Goals are important. They give focus and motivation during the journey and fulfillment and satisfaction when achieved. Just this past Friday, I finally achieved a goal that I have been dreaming about for 20 years. I successfully passed my oral and practical exam for the Private Pilot Certificate. It has been a long journey.
When I graduated seminary and went to my first church in Lexington, Virginia, I looked into beginning my flight training, but it was just not convenient. The closest flight school was an hour drive away, and I just didn’t have the time to tack on two hours of driving to each lesson.
When I went to my second church outside of Charlotte, there was a closer airport and I did inquire about it. However, three new children and a burned up transmission made it financially impossible.
When I came here, I had put the dream behind me and put my efforts into other endeavors. I nearly forgot that I wanted to learn to fly. A flight with a friend rekindled my desire to achieve this goal. For the next two years, I began studying. Then last February, with the prompting and encouragement of my wife, I began lessons. All this culminated last Friday.

The Fall is Almost Upon Us

Activity around the church is about to ramp up as September rolls around. I am looking forward to a great fall. Here are just a few things we have to look forward to:

• First Wednesday Supper Fellowship starts again on Wednesday, September 5th at 6:15 p.m. We will have a special guest Tom Corbell, who will share about caring ministry done by lay people.

• Children’s Choir starts on September 5th as well. The Adult Choir will be back in worship on September 9th.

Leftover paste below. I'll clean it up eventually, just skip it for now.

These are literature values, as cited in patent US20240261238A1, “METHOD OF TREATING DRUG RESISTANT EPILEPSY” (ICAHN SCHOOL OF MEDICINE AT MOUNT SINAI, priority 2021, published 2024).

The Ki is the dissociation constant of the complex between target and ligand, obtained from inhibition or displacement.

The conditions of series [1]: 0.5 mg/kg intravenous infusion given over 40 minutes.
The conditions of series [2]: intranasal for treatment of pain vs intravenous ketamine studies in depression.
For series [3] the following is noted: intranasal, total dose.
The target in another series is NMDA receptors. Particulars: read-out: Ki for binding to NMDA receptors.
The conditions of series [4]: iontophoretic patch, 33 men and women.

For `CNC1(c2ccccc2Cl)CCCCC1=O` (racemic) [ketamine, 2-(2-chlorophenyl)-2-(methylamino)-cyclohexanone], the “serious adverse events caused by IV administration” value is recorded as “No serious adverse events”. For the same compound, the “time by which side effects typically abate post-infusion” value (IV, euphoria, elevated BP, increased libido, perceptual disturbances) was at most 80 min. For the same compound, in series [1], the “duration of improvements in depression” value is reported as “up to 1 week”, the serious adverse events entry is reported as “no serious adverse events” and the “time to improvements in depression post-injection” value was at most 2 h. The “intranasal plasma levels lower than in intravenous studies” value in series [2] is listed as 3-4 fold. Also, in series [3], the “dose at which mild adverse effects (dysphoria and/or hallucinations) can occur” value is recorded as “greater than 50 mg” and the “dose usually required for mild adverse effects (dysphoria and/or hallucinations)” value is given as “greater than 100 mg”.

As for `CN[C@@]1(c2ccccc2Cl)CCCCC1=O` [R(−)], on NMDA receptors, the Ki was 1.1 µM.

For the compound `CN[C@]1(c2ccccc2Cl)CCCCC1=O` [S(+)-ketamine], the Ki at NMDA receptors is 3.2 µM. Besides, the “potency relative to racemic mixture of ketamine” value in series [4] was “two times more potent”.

• The Gathering begins on September 9th at 9:30 a.m. with the Gathering Band back leading us in worship. I encourage everyone to join us for light refreshments and singing. Following the Gathering, the fall Sunday School classes begin at 10 a.m.

• Our stewardship emphasis will happen in the month of October. I am very excited about the program we will be using. It will be informative and inspiring.

• The Pig Pickin’, Thanksgiving Breakfast, and Christmas Family Night are all in the planning stages.

• Finally, the tentative date for our Sunday Morning Christmas Music program with Choir and Instrumentalists will be on December 9th. This will be firmed up in the next month, but you might want to pencil this in on your calendars.

Thirty Two Years

How long does it take to become an institution? Five, Ten, Fifteen? How about thirty-two years?
In just two weeks, we will recognize the retirement of our Director of Music Jo Ann Poston, and in our region, she certainly is an institution!

Jo Ann arrived at the church in the fall of 1978 after having been hired by the Rev. Dick Sommers to lead the children’s choirs. Shortly thereafter, Dick left for another church. Before long, Jo Ann moved into the Director of Music position and remained there until 1997. After a two year break and on the occasion of beginning her Doctor of Music studies at UNCG, she returned to take up the mantel of Director once more. That is, until August 26, 2012, when she lays it down for good in retirement.